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Governmentality

ELLEN TURNER


Subject Imperial, Colonial, and Postcolonial History » Postcolonial History

DOI: 10.1111/b.9781444334982.2016.x


Extract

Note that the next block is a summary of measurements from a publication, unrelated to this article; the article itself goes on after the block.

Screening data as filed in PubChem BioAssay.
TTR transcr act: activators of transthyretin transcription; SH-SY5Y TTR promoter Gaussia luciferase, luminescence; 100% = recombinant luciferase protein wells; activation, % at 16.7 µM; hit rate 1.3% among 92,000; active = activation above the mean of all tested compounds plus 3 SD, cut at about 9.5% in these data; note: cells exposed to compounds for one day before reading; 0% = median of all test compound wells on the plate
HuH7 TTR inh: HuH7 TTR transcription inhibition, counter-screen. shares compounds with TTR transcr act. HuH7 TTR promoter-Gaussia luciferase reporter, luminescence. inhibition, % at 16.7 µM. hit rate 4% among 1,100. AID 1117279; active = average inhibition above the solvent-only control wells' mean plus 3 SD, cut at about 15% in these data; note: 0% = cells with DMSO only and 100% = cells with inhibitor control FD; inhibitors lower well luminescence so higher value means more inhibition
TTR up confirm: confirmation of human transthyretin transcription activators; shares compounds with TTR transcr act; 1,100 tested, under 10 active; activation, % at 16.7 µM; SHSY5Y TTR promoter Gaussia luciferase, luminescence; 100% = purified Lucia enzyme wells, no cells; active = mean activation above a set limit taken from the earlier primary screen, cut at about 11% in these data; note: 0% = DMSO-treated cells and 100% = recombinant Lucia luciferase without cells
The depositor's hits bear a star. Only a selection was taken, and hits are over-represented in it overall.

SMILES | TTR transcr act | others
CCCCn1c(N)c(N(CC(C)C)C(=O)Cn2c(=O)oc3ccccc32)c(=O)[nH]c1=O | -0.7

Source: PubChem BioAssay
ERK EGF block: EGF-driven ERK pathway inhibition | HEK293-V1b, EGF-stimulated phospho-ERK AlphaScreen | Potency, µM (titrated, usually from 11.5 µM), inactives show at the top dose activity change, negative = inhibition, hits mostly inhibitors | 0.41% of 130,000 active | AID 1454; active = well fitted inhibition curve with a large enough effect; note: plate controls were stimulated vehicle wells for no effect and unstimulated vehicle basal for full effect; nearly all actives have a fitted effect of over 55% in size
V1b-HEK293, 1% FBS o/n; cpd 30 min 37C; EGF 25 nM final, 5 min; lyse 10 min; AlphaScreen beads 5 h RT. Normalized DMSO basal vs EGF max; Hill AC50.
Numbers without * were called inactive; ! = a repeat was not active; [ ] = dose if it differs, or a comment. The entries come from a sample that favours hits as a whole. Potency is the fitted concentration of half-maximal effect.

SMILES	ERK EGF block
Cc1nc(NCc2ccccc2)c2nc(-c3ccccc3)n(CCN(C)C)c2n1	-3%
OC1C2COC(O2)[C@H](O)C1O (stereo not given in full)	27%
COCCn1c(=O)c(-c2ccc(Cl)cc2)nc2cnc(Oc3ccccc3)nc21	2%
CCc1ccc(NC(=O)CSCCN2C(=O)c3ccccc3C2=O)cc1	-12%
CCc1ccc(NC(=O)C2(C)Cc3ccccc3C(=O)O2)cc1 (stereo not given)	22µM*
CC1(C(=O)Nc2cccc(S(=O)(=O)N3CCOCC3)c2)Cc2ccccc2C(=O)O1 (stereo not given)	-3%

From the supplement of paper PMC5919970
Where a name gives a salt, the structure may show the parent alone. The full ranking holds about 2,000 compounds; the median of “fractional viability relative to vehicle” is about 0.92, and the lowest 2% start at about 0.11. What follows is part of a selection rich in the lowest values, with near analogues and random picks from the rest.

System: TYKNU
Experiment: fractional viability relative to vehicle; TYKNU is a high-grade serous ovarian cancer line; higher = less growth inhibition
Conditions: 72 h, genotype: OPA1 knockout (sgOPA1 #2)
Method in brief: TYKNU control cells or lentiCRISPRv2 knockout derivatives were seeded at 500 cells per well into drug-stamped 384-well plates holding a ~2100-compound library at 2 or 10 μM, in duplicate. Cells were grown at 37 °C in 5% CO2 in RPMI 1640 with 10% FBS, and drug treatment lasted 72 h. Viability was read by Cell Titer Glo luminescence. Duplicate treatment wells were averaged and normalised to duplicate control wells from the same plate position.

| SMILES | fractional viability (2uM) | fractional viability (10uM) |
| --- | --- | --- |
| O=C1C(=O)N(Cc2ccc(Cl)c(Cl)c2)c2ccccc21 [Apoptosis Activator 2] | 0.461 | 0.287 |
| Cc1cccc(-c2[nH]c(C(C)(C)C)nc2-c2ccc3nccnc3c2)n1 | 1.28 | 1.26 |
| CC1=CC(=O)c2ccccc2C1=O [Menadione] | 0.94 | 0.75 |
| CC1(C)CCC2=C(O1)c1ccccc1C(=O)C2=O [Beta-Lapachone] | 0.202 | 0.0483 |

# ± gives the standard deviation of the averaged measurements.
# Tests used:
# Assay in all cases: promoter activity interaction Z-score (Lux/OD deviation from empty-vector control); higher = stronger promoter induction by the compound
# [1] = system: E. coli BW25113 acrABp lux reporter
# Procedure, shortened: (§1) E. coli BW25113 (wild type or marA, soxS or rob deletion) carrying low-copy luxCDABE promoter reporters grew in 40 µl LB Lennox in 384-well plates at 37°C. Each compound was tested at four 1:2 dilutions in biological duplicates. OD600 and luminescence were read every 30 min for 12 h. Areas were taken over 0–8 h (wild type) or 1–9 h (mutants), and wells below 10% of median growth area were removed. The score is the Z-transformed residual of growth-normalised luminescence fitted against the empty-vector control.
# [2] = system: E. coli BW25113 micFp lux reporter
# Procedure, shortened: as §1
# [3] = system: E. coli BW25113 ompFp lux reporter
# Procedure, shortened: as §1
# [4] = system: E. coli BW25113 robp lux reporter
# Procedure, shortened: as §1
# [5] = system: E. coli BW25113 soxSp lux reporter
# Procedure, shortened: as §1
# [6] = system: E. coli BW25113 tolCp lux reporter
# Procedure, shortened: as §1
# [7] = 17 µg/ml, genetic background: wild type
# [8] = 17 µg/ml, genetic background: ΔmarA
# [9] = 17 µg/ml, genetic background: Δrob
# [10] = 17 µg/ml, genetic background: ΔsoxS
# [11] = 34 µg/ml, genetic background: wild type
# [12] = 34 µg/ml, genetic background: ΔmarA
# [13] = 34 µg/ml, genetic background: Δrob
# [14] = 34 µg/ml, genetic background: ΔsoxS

Between January and April 1978, Michel Foucault delivered a series of lectures at the Collège de France (published in English in 2009 as Security, Territory, Population: Lectures at the Collège de France, 1977–78) – which were to mark a major shift in his thinking toward a theory of governmentality. Colin Gordon cautions against the “foolhardy” project of attempting to accurately summarize and articulate Foucault's lectures as they are essentially “a zone of research, not a fully formed product” (1991, 2). In his lecture on governmentality, delivered on February 1, 1978, Foucault explored the process through which the concept emerged out of sixteenth-century anti-Machiavellian thought, but was not, as a mode of power, put into practice until the eighteenth century. According to Foucault, the enactment of a governmental system at this particular historical moment coincided with “the emergence of the problem of population” (2009, 104). Instead of power over a territory emanating from a sovereign body, Foucault proposed that power shifted focus to the management of populations. This is not to say that traditional models of sovereign power were completely displaced by this new art of government, but just that it became one of many tactics used to exert control. In Foucauldian theory, government concerns not only government of the state but also government of the family and government ... log in or subscribe to read full text

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